Photo Captions


Owner Mary Paddington, and her daughter Grace, warm up their cat Ms. Whinny backstage at the 2017 Maryland’s Top Feline, an annual best-in-show competition held in Timonium, MD. Ms. Whinny would place second.

This is a sample of a photo caption, an aspect of newswriting. You still use AP style and summarize, but you’re brief and very economical with words. Some general rules on using captions.

• Photo caption (first sentence) should identify the people, place and action in the photo.

• Second sentence (if needed) should lend context and perspective to the photo. Perhaps why the action was significant or how it fits into the bigger picture or story being told.

• Clearly and accurately identify the people and location that appear in the photo.

• Be brief. Write tight. Captions are typically one or two lines. You have to really justify writing three or more.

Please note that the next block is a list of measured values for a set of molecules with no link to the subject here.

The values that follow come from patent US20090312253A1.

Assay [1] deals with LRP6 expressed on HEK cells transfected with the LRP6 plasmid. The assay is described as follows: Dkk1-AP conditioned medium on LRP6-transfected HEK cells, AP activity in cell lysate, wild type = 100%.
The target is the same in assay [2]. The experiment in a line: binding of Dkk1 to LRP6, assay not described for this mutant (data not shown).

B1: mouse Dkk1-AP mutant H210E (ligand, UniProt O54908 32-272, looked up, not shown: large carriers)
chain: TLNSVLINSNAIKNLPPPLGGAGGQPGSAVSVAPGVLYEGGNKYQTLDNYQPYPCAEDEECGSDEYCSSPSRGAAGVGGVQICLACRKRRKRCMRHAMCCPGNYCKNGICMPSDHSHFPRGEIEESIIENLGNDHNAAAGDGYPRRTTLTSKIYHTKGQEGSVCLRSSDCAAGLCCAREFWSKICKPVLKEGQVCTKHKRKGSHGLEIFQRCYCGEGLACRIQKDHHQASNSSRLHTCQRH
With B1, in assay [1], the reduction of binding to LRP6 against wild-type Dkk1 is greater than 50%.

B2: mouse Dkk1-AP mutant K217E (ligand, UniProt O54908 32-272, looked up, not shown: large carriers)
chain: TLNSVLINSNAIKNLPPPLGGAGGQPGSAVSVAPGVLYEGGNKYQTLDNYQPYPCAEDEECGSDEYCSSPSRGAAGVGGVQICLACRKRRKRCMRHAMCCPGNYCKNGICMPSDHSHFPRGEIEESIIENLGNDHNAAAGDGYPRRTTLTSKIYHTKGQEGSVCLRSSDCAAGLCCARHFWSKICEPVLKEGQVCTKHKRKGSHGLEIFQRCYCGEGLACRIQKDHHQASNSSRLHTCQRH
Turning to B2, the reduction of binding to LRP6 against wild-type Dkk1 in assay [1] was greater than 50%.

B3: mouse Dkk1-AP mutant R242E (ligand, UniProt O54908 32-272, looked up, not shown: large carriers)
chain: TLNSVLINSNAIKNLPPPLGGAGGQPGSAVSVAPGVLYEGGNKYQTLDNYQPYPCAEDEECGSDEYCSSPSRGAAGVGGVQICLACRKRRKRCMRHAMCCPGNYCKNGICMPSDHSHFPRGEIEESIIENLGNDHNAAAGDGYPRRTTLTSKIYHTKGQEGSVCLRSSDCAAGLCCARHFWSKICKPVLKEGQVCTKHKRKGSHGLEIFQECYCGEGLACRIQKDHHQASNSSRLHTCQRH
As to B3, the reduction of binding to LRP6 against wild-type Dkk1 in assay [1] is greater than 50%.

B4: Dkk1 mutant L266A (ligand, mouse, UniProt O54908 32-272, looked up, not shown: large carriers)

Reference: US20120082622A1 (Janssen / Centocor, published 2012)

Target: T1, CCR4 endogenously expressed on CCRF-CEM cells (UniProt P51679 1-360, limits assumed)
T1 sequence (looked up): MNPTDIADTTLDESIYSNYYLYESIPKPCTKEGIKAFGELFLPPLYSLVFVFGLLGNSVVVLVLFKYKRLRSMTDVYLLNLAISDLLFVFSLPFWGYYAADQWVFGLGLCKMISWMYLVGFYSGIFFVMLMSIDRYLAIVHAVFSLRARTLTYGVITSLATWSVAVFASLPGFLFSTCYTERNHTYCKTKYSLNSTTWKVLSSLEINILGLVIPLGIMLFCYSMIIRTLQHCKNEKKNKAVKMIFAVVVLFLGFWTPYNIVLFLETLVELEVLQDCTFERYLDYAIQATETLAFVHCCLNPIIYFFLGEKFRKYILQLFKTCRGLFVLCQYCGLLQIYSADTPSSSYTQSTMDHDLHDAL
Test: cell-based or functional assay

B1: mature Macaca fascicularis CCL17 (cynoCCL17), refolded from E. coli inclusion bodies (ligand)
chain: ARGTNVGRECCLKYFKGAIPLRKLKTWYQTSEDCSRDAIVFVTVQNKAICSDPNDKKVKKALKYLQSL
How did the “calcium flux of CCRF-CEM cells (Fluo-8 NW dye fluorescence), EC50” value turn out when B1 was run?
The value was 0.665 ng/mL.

• Overall, help the reader understand what he or she is looking at. See some samples here at the Washington Post for how captions can convey news and the subject of the image.


For practice. Try the exercise below. We would have done this in class. Send me your captions via emails and I will give you some extra credit in the classwork category for the final grade.



Write a caption for this photo. Here are the facts: The woman running in the photo is Becky Flanagan. She competed in the Life Time Fitness Chicago Triathlon, held this past Sunday, Aug. 30. Becky won the race and set a new swim course record. More than 10,500 diverse triathletes—including former Olympians, physically challenged, elite amateurs and first-time participants—competed in the 28th annual race. Flanagan is 31-years-old.

Published by Rienzi

A writer/teacher based in Maryland. Former New Yorker and avid baseball fan. You can often find me running, although not from anyone in particular.

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